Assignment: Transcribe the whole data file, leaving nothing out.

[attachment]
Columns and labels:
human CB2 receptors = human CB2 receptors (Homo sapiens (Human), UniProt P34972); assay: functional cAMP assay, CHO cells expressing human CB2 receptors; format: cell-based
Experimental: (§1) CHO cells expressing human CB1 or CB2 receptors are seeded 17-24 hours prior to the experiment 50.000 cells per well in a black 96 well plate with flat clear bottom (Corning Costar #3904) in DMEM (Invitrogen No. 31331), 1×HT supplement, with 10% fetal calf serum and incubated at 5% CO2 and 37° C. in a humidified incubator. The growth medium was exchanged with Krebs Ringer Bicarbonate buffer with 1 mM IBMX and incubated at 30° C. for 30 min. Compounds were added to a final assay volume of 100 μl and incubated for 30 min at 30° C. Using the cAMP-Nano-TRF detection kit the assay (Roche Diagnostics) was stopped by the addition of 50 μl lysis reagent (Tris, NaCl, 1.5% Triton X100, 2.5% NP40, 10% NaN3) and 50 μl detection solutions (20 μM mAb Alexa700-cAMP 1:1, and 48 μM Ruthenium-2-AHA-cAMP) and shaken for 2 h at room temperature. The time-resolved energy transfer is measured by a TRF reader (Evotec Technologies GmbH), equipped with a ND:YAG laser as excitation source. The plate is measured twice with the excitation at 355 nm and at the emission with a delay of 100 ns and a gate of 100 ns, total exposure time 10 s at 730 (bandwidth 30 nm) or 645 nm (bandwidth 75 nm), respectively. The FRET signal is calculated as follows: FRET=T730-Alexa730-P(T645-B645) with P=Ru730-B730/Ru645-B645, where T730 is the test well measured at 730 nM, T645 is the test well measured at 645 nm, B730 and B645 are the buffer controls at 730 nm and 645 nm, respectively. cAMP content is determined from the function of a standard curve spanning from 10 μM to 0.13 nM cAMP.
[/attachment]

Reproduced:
Columns and labels:
human CB2 receptors = human CB2 receptors (Homo sapiens (Human), UniProt P34972); assay: functional cAMP assay, CHO cells expressing human CB2 receptors; format: cell-based
Experimental: (§1) CHO cells expressing human CB1 or CB2 receptors are seeded 17-24 hours prior to the experiment 50.000 cells per well in a black 96 well plate with flat clear bottom (Corning Costar #3904) in DMEM (Invitrogen No. 31331), 1×HT supplement, with 10% fetal calf serum and incubated at 5% CO2 and 37° C. in a humidified incubator. The growth medium was exchanged with Krebs Ringer Bicarbonate buffer with 1 mM IBMX and incubated at 30° C. for 30 min. Compounds were added to a final assay volume of 100 μl and incubated for 30 min at 30° C. Using the cAMP-Nano-TRF detection kit the assay (Roche Diagnostics) was stopped by the addition of 50 μl lysis reagent (Tris, NaCl, 1.5% Triton X100, 2.5% NP40, 10% NaN3) and 50 μl detection solutions (20 μM mAb Alexa700-cAMP 1:1, and 48 μM Ruthenium-2-AHA-cAMP) and shaken for 2 h at room temperature. The time-resolved energy transfer is measured by a TRF reader (Evotec Technologies GmbH), equipped with a ND:YAG laser as excitation source. The plate is measured twice with the excitation at 355 nm and at the emission with a delay of 100 ns and a gate of 100 ns, total exposure time 10 s at 730 (bandwidth 30 nm) or 645 nm (bandwidth 75 nm), respectively. The FRET signal is calculated as follows: FRET=T730-Alexa730-P(T645-B645) with P=Ru730-B730/Ru645-B645, where T730 is the test well measured at 730 nM, T645 is the test well measured at 645 nm, B730 and B645 are the buffer controls at 730 nm and 645 nm, respectively. cAMP content is determined from the function of a standard curve spanning from 10 μM to 0.13 nM cAMP.